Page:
Mon, May 19, 2014 - Page 8 News List

Taipower’s figures need scrutiny

By Jay Fang 方儉

Taiwan’s nuclear power plants are overused and aging, leading to safety concerns. Last year the European Nuclear Safety Regulators Group nuclear safety stress tests “strongly recommend[ed] further improvements in view of Taiwan’s vulnerability to natural hazards such as earthquakes, flooding, tsunamis and volcanoes,” and restraining bolts in two reactors in the Guosheng Nuclear Power Plant in New Taipei City’s Wanli (萬里) District were found to have cracks in them: This is only the second time such a thing has happened anywhere in the world.

According to the Bureau of Energy’s 2012 report on energy sources, Taiwan has 48.4 gigawatts of total installed capacity of electricity. When producing at full capacity, the country is able to produce 424,000 gigawatt-hours (GWh) of electricity every year, and Taiwan in that year only actually needed to generate 254,000 GWh of electricity, gross.

That means the country is only using 60 percent of its capacity, which is quite a stretch from the international standard of 80 percent from which the reasonable cost of energy is calculated.

The implication of this is that Taiwan has too many power plants, or it is using too little electricity, so the supply exceeds demand and there are too many unused power plants. Imagine a beef noodle restaurant that can sell 100 bowls of noodles a day, will break even at 80, but only actually sells 60 per day. Clearly, in this scenario, it will be running at a loss. Then, to turn things around, the management decides to raise prices, extend the premises, and pay the staff more, together with 4.6 months salary for their year-end bonus. I can tell you now, that store would not survive for long.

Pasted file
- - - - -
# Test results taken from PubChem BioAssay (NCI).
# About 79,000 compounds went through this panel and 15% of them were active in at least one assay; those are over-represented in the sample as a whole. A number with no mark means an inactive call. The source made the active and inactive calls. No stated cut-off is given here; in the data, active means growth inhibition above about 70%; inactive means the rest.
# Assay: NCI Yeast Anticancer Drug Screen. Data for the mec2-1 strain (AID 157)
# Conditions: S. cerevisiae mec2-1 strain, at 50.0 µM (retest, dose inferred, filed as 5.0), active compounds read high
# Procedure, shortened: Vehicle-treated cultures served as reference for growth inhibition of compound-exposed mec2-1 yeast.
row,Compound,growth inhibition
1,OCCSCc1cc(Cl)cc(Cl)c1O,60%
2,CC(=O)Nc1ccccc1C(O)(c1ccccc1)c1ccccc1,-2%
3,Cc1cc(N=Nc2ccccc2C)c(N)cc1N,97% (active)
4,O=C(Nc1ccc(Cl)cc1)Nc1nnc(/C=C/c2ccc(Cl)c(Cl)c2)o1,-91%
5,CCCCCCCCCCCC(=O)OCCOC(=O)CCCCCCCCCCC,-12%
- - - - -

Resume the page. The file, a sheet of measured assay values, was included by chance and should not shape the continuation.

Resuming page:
If a plant is operating at a lower than 70 percent utilization rate, it will certainly run into trouble. Taipower’s plants are running at a utilization rate of under 60 percent, and its other costs — such as paying for unused personnel, premises and materials — are even more startling.

Taiwan’s nuclear power plants contribute about 40,000 Gwh of electricity every year. If all three operating nuclear plants were shut down, the country would still be able to produce 380,000 GWh of electricity annually. Power from wind, hydroelectric and photovoltaic power plants, which cannot be stored, presently only accounts in total to an inconsequential 9,100 GWh of electricity per year. Since we only use 250,000 GWh of electricity per year, which is only 66 percent of the maximum supply capacity, we can still retire many inefficient coal-fired units.

Legislators should be doing their job properly, and checking over Taipower’s and the Ministry of Economic Affairs’ cost breakdowns, not just trusting them indiscriminately. It was these legislators that reviewed and passed the budgets for Taipower’s plants which are now sitting there not producing anything. Are these legislators going to continue being complicit with this exorbitance?

Jay Fang is chairman of the Green Consumers’ Foundation.

Translated by Paul Cooper

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